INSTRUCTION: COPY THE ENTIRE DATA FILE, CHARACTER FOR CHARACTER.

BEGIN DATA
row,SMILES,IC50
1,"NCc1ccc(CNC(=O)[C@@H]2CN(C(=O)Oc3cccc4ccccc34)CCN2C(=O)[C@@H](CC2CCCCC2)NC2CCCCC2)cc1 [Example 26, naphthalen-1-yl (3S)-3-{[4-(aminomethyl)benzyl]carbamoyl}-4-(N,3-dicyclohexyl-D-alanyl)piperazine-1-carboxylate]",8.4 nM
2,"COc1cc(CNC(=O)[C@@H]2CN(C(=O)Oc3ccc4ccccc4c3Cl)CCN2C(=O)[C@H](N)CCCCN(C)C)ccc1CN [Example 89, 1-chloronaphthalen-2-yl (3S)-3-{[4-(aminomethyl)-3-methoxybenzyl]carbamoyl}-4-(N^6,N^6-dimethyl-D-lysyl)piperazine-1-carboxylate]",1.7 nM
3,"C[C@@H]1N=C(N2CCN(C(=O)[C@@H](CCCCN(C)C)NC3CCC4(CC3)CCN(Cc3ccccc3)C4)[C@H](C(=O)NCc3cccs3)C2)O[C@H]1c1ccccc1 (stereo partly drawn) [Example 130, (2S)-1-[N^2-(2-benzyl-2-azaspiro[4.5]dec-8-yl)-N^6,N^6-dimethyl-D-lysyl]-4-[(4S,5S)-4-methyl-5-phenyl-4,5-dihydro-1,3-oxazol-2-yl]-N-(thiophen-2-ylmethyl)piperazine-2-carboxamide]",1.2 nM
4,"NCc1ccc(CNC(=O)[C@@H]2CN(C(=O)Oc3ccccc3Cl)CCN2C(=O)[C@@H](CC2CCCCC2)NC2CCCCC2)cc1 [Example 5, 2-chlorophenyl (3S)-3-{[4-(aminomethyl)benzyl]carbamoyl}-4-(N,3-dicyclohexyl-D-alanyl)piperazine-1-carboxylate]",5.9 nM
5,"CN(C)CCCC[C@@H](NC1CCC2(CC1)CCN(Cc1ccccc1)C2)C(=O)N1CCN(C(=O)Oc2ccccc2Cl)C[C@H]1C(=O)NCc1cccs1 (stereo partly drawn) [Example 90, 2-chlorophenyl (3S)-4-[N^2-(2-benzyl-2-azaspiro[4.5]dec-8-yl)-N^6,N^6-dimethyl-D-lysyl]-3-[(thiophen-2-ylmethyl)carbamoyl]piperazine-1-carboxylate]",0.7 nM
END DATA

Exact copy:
row,SMILES,IC50
1,"NCc1ccc(CNC(=O)[C@@H]2CN(C(=O)Oc3cccc4ccccc34)CCN2C(=O)[C@@H](CC2CCCCC2)NC2CCCCC2)cc1 [Example 26, naphthalen-1-yl (3S)-3-{[4-(aminomethyl)benzyl]carbamoyl}-4-(N,3-dicyclohexyl-D-alanyl)piperazine-1-carboxylate]",8.4 nM
2,"COc1cc(CNC(=O)[C@@H]2CN(C(=O)Oc3ccc4ccccc4c3Cl)CCN2C(=O)[C@H](N)CCCCN(C)C)ccc1CN [Example 89, 1-chloronaphthalen-2-yl (3S)-3-{[4-(aminomethyl)-3-methoxybenzyl]carbamoyl}-4-(N^6,N^6-dimethyl-D-lysyl)piperazine-1-carboxylate]",1.7 nM
3,"C[C@@H]1N=C(N2CCN(C(=O)[C@@H](CCCCN(C)C)NC3CCC4(CC3)CCN(Cc3ccccc3)C4)[C@H](C(=O)NCc3cccs3)C2)O[C@H]1c1ccccc1 (stereo partly drawn) [Example 130, (2S)-1-[N^2-(2-benzyl-2-azaspiro[4.5]dec-8-yl)-N^6,N^6-dimethyl-D-lysyl]-4-[(4S,5S)-4-methyl-5-phenyl-4,5-dihydro-1,3-oxazol-2-yl]-N-(thiophen-2-ylmethyl)piperazine-2-carboxamide]",1.2 nM
4,"NCc1ccc(CNC(=O)[C@@H]2CN(C(=O)Oc3ccccc3Cl)CCN2C(=O)[C@@H](CC2CCCCC2)NC2CCCCC2)cc1 [Example 5, 2-chlorophenyl (3S)-3-{[4-(aminomethyl)benzyl]carbamoyl}-4-(N,3-dicyclohexyl-D-alanyl)piperazine-1-carboxylate]",5.9 nM
5,"CN(C)CCCC[C@@H](NC1CCC2(CC1)CCN(Cc1ccccc1)C2)C(=O)N1CCN(C(=O)Oc2ccccc2Cl)C[C@H]1C(=O)NCc1cccs1 (stereo partly drawn) [Example 90, 2-chlorophenyl (3S)-4-[N^2-(2-benzyl-2-azaspiro[4.5]dec-8-yl)-N^6,N^6-dimethyl-D-lysyl]-3-[(thiophen-2-ylmethyl)carbamoyl]piperazine-1-carboxylate]",0.7 nM